Weigel on L’Osservatore Romano’s “fideist credulity”

My friends – smart people – are angrily scratching their heads over the latest squishy musings in L’Osservatore Romano.

I have posted about this here and here.  In the second case, the editor, who is a fine fellow and doing a pretty good job making the paper into something other than fishwrap, really blew it. 

Here is a piece by George Weigel in National Review online with my emphases and comments.

Parsing the Vatican Newspaper
It doesn’t always speak for the pope.

May 21, 2009, 4:00 a.m.
By George Weigel

The newspaper published by the Vatican, L’Osservatore Romano, has created more than a little mischief recently, featuring essays by ill-informed European journalists who imagine that they understand American history, the American political scene, and the grave moral issues being contested in these United States. [This is a very good observation, and he leads with it.  Having spent a lot of time in Rome, having worked in the curia and lived with curial officials, and having never lived in the American ghetto in Rome, I can attest that most of the people there have their heads in very dark places when it comes to thinking about the USA.] Pro-administration American journalists and activists have leaped with barely concealed glee on several unfortunate articles in this genre, claiming that they demonstrate that “the Vatican” believes the U.S. Catholic bishops overreacted to Notre Dame’s award of an honorary doctorate of laws to President Obama, and that “the Vatican” is taking a wait-and-see, so-far-so-good attitude toward Obama after the horrors of the arch-demon Bush. [That is another piece: this is anti-Bush blow-back. No matter how inane it is, it is a constant in Euro-Think.]

About which, several points must be made.

1. The first thing one learns in Vaticanology 101 is that there is no such thing as “the Vatican.” The Holy See is as complex and confused a bureaucracy as one finds in national governments. Many points of view coexist within the Vatican walls, and there are more than a few curialists who like to talk to reporters. Very few if any of these chatty people count, in terms of expressing the settled judgment of the senior leadership of the Catholic Church. That leadership, when it wishes to make a serious point, does so through its major figures, not through the bureaucratic munchkins and [here it is] not via commissioned essays in a newspaper that, while published by the Holy See, is not taken all that seriously there. The last is a shame, for it suggests yet another facet of the Holy See’s communications problems; but it’s the truth, nonetheless. As for the teaching authority of the Catholic Church, what counts is what is said by the Bishop of Rome, who does not exercise his teaching office through some generic institution called “the Vatican” but in his own unmistakable voice. And he lets you know when he’s doing it. [So… "the Vatican" is not monolithic and L’OssRom is, well, not something to get too worked up about.]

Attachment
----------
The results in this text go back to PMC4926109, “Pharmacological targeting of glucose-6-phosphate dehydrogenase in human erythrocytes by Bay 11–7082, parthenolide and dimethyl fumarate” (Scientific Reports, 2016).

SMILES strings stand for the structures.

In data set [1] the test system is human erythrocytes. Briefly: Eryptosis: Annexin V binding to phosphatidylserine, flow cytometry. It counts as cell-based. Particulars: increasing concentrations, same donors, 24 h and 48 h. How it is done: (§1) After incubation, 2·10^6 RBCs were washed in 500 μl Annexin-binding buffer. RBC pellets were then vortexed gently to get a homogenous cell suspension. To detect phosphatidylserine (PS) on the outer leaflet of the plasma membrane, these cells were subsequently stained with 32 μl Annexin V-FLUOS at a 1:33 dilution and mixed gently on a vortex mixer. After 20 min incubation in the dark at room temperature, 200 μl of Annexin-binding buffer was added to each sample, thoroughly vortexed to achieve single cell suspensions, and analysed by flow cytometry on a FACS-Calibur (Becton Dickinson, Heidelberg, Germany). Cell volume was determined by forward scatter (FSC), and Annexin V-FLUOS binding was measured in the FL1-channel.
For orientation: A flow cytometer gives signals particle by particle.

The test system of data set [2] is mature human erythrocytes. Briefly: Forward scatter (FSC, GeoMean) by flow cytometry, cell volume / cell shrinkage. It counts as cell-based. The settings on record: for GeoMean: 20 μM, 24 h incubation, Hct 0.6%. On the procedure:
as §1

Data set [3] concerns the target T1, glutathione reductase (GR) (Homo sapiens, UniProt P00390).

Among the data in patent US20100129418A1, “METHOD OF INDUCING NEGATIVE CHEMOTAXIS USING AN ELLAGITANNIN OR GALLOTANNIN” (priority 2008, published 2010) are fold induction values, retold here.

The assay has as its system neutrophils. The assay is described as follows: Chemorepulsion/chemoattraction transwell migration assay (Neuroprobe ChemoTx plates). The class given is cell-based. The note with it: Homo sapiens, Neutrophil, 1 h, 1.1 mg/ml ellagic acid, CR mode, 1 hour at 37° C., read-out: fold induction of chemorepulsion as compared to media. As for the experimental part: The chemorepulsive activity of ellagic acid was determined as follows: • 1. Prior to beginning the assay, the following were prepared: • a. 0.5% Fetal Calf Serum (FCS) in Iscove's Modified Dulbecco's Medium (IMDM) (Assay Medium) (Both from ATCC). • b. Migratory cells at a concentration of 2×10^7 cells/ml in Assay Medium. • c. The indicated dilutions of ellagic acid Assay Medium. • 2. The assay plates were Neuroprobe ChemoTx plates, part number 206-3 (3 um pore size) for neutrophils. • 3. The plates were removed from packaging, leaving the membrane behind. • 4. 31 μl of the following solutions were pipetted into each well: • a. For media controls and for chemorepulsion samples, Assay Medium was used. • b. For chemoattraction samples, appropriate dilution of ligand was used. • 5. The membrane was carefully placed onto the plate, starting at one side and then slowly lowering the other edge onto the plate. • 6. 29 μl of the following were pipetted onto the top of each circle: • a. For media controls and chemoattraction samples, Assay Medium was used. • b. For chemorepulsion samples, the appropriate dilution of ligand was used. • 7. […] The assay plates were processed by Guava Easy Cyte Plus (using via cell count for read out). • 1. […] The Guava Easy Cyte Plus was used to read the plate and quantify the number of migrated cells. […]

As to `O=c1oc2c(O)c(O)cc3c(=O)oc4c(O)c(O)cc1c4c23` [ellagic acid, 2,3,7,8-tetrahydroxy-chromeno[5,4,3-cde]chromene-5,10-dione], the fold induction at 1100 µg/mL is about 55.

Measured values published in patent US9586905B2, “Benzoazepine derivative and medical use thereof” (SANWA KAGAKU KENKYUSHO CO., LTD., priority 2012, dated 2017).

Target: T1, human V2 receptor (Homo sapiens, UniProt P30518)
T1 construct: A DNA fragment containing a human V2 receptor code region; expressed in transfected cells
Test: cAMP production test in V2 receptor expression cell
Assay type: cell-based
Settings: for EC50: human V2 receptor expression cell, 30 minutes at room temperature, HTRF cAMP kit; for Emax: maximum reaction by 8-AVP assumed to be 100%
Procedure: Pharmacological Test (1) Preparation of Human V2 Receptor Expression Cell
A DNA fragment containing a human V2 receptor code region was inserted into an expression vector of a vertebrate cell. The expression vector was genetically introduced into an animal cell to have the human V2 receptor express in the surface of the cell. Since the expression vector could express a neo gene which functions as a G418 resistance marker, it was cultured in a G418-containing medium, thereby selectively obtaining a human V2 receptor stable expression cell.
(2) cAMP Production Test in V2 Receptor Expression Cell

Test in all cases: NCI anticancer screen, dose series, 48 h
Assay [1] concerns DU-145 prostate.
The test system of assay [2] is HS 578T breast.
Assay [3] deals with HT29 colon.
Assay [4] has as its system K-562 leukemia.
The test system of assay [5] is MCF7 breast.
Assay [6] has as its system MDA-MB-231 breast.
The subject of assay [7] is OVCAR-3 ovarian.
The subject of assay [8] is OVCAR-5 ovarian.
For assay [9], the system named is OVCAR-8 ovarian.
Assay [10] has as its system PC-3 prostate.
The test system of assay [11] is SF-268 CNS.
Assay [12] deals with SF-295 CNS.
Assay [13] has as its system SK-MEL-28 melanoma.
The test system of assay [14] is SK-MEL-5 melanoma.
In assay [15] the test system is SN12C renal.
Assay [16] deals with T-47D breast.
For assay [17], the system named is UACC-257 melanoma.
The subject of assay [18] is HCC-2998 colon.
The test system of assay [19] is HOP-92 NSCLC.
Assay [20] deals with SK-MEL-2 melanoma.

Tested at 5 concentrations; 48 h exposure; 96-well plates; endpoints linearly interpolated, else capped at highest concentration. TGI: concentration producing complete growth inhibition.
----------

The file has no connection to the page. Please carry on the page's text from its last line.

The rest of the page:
2. In the normal course of events, L’Osservatore Romano does not speak authoritatively for the Church in matters of faith, morals, or public-policy judgment. The exceptions are when a senior churchman offers a commentary on a recent papal document (an encyclical, for instance), or on those exceedingly rare occasions when an editorial in the paper is followed by three dots, or periods, a traditional convention signaling that the opinion being expressed is from “high authority.” No knowledgeable or responsible analyst of Vatican affairs would regard commissioned essays in L’Osservatore Romano, even if they appear on page one, as somehow reflecting an authoritative view from the Holy See or the Pope. The same is true for statements by the paper’s editors or editorials without the dots. [True.  As I have pointed out in the past, unsigned editorials usually have more weight.  And there are some which have clues that they are even more weighty.]

In other words, without those dots, there is nothing here but opinion, to be weighed and judged as any opinion is weighed and judged — on its tether to facts and its argumentation. It is unfortunate that several recent pieces on the Obama administration in L’Osservatore Romano have been both factually questionable and analytically dubious. That is a problem for the senior officials of the Holy See to address, and they ought to address it soon. [D’ya think?  But don’t anyone hold his breath.] Any American commentator trying to spin these articles as a “Vatican” attempt to tell the bishops of the U.S. to “chill out” (as Time’s Amy Sullivan put it recently, in an article whose spin was similar to that of the Washington Post’s E. J. Dionne) is playing political games.